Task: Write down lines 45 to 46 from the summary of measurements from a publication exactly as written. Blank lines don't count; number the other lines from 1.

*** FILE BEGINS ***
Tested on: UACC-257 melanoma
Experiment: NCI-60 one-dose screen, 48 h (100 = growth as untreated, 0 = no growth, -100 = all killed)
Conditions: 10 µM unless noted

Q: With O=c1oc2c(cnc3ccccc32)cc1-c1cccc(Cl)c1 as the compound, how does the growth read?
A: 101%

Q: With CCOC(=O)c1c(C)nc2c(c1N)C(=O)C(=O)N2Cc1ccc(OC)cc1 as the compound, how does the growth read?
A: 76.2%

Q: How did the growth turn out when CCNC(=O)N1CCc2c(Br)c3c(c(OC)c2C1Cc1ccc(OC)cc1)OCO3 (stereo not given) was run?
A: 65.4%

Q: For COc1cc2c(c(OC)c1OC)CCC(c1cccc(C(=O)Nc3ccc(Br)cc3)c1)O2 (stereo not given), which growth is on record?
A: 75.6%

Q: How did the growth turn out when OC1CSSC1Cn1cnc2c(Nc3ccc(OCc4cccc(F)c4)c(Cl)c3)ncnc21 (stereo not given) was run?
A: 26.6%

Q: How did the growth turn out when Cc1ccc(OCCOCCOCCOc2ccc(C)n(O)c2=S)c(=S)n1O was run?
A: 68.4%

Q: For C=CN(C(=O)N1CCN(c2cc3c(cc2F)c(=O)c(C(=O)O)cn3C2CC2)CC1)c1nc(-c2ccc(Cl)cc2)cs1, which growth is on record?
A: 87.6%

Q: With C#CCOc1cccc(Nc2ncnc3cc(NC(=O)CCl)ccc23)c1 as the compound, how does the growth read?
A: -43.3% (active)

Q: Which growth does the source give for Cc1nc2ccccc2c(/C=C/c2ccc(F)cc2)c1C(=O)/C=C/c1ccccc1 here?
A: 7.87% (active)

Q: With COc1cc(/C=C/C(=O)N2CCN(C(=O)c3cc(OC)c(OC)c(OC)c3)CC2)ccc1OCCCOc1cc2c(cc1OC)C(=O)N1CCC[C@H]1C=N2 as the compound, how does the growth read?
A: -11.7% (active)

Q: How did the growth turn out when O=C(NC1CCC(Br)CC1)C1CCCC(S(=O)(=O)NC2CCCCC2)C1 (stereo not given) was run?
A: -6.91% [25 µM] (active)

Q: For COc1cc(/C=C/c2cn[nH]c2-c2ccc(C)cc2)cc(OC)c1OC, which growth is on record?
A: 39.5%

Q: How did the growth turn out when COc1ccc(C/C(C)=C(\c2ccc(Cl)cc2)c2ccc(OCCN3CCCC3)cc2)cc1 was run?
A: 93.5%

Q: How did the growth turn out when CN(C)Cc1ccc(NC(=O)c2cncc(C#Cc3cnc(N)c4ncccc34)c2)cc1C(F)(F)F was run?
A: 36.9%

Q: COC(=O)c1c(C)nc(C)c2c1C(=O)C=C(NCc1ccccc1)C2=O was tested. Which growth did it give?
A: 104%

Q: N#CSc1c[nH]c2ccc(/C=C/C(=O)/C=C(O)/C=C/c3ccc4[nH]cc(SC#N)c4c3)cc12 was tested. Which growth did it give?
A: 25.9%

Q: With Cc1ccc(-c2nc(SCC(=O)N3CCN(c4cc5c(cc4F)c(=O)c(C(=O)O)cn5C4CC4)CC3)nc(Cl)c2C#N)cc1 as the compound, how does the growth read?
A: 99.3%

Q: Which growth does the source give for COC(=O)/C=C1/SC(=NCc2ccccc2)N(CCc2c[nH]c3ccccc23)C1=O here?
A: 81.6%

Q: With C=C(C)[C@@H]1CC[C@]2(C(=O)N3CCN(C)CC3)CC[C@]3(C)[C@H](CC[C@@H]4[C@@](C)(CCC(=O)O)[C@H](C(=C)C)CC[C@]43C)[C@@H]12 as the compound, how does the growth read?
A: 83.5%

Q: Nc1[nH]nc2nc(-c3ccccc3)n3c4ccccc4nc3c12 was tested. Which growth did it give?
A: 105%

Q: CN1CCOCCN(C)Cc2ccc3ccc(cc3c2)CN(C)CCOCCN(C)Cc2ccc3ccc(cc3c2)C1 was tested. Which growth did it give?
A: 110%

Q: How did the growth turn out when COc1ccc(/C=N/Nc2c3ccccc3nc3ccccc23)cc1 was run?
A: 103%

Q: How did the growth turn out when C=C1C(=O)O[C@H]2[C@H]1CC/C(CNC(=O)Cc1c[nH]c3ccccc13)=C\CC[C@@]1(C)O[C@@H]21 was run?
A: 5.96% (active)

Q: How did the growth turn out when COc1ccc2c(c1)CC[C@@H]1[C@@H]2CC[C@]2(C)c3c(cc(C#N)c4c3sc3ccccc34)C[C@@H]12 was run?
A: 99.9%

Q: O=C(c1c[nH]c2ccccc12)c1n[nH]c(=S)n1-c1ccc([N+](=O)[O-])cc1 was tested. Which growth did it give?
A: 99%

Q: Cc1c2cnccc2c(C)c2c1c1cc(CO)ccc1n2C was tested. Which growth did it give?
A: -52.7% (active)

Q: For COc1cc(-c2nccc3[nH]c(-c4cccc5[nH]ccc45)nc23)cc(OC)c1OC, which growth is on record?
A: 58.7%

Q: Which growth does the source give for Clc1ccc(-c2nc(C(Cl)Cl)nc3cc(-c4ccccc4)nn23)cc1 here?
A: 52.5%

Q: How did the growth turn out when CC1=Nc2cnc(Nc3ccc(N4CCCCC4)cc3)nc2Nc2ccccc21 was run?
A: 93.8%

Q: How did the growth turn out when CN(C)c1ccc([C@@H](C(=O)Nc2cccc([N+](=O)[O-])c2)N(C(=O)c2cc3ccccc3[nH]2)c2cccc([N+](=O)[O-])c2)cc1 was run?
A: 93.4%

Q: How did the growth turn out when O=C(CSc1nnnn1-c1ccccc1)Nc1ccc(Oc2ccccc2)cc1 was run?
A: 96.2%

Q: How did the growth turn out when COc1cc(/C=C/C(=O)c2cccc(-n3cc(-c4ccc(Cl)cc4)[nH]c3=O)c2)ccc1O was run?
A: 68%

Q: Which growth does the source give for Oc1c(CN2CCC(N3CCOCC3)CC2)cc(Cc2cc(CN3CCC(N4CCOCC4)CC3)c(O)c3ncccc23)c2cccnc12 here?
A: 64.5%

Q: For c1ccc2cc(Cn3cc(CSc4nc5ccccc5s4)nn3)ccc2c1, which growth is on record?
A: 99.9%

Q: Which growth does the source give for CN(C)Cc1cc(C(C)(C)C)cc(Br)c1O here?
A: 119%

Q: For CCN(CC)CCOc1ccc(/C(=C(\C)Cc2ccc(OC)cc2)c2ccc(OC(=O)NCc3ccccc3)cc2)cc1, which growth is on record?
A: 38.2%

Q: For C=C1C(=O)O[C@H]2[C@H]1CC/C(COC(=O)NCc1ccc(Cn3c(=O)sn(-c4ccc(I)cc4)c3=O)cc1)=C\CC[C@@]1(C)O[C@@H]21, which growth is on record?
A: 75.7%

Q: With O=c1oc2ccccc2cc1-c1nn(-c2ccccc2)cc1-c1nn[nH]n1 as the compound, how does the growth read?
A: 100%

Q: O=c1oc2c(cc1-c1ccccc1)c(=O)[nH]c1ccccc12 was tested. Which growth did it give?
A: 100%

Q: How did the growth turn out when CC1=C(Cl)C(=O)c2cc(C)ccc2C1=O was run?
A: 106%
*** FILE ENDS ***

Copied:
A: 110%

Q: How did the growth turn out when COc1ccc(/C=N/Nc2c3ccccc3nc3ccccc23)cc1 was run?